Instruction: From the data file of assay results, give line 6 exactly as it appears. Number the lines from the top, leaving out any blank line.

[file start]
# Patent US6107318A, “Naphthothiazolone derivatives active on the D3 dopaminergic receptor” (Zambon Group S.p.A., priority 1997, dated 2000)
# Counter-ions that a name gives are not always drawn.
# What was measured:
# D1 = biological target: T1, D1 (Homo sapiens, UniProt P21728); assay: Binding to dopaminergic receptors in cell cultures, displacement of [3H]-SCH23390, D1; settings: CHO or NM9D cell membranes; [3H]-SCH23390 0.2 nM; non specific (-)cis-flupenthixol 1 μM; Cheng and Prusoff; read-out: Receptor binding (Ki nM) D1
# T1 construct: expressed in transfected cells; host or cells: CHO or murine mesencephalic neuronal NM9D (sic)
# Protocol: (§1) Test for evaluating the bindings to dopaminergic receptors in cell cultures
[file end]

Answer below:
# Protocol: (§1) Test for evaluating the bindings to dopaminergic receptors in cell cultures